One of the things I like about From Software's whole historical fantasy… thing is its inscrutability. At least, initially. It doesn't remain so, and it is this process of progressively enhancing one's knowledge that is the main draw. It rewards novel thinking; we've found gameplay in strange places we didn't truly understand were part of these games, and to be seen by it when we're working some intuitive narrative angle only to get paid handsomely in the mechanics is a level of unification most games don't even attempt. In Bloodborne, you might see a monster the size of a building that is just... I don't know what it's doing over there. Hanging out. Discussions of their difficulty pop up from time to time, but the difficulty is part of the story: you aren't supposed to win. Look at what's happened, what happening, look at the worlds they occur in. Look at the foes arrayed against you, their alien motives, their size, their ferocity. Read the inscriptions. Failure is the assumption. Narrative and Challenge aren't two independent phenomena in this construction. My own "story" invariably ends long before the game does - I can't even git the kind of gud they're looking for, and I'm not even mad. The game is like a cosmic Coinstar, and it sorts us all.
Sometimes Kiko gets these Panini sticker books for Soccer which he occasionally calls Football. I hope I'm not blowing up his spot here, I think it's okay to do this. These books have little outlines in them which are intended to be the homes of very specific cards, which you collect by opening packs. It's funny that the first thing that comes to mind when I try to explain this would be microtransaction lootboxes, who have their origin in the physical model I'm trying to describe, but here we are. Whenever I codify some technique, really get it, it fills a "place" in my mind.
I was talking to my friend Eka, who I met at the first PAX East, about his game Falcon Age - it comes out 4/9 for PS4 and PSVR, and I'm trying to get him into the studio soon to show it off. But we also talked about some of the other hot shit we saw, one I forgot to mention and one I wish I'd had a chance to see.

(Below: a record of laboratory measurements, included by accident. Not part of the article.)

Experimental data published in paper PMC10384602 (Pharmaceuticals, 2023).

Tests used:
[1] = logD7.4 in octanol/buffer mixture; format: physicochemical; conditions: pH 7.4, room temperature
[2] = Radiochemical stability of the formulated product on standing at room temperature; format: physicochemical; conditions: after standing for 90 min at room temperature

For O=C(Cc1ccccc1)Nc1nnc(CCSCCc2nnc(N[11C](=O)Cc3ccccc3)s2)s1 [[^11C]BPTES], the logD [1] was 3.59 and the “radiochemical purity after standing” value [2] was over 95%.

If I say that Demon's Tilt is "dumb," I don't mean that it's stupid and you shouldn't pay attention to it. "Dumb" is something like a term of art in the creative circle I run in. It doesn't mean bad. It means something that leans so fucking hard into a trope that it undergoes a kind of chemical transition into an iconic representation of the trope - an exemplar. I have a soft spot for pinball, so I was always going to be weak to this damage type, but what they've accomplished and continue to embroider in Early Access is this seductive juncture of consciousness and abandon. I owned it before, but meeting the people behind it was amazing. I'm gonna go play when I finish here.
The second is Treachery in Beatdown City. Let's start here:
I don't know how you get Microphone Commander Open Mike Eagle on your trailer, but it's clearly a good idea to if this lever is available to you. I remember when Treachery was Kickstarted in 2014, and it seemed cool, but it's 2019 now and I'd lost track of it. It's genre mosaic is something new to me: it's a fucking pitch-perfect, turn-based tactics game based on eighties brawlers, with attack combos you cook up via Final Fantasy menus. People despair for the medium sometimes, and I understand that when successful stuff becomes a kind of inescapable catechism it can be easy to get numb. You just have to remember that somebody is out there making Treachery in Beatdown City and we're gonna be fine.